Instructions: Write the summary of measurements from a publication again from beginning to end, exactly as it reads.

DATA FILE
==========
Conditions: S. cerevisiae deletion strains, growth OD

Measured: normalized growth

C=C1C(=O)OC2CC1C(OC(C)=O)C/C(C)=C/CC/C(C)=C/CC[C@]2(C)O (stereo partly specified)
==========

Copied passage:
Conditions: S. cerevisiae deletion strains, growth OD

Measured: normalized growth

C=C1C(=O)OC2CC1C(OC(C)=O)C/C(C)=C/CC/C(C)=C/CC[C@]2(C)O (stereo partly specified)